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“This year, we have a surge of 72 percent in comparison to same period last year,” Mr. Uhl said. “If the number is broken down, the surge is almost exclusively rooted in 10,000 Roma from Macedonia and Serbia.”

“If you look at those 10,000 asylum requests placed in this year, you will see not a single one was approved,” he said. “For none of them the conclusion was made they were racially, politically or religiously persecuted. All had to leave Germany.”

Sweden gives asylum seekers pocket money of about $127 a month per person for those who get free food and about $330 a month for those who buy their meals. The asylum process usually lasts between three and six months.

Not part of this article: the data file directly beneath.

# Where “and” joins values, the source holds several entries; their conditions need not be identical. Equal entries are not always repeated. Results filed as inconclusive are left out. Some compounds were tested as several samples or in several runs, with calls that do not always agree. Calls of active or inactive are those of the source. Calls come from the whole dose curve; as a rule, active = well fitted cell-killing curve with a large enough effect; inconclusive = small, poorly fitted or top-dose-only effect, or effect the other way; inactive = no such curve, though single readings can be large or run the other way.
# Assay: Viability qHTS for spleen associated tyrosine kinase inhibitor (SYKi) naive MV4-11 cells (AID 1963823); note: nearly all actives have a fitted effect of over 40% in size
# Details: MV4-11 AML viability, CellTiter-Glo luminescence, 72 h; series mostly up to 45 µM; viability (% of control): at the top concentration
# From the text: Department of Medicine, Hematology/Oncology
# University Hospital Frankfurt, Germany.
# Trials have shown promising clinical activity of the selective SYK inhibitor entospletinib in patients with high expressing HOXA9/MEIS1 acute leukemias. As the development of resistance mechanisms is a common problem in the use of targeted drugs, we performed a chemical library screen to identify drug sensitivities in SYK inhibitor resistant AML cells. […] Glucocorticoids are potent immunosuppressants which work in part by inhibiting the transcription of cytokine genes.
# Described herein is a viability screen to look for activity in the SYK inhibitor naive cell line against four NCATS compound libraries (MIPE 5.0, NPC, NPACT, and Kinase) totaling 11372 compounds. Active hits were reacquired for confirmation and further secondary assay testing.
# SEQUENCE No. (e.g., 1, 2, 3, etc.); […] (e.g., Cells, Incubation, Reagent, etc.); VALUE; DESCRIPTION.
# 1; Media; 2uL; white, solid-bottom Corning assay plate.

Belgium and the Netherlands pay applicants for work they do while seeking asylum and gives them a lump payment when they agree to leave.

At a meeting last month, EU interior ministers urged western Balkan nations to halt the migration stem or face restoration of travel visas.

“If they want to belong to Europe, they must ultimately take care of these people,” German Interior Minister Hans-Peter Friedrich said after the meeting. “They have to do things so that these people don’t feel discriminated against.”

Serbian authorities say there is little they can do to stop people from traveling abroad without violating their basic human rights.

“If we were to start pulling Roma passengers out of buses on the border, we would be crucified,” Serbian Prime Minister Ivica Dacic said recently.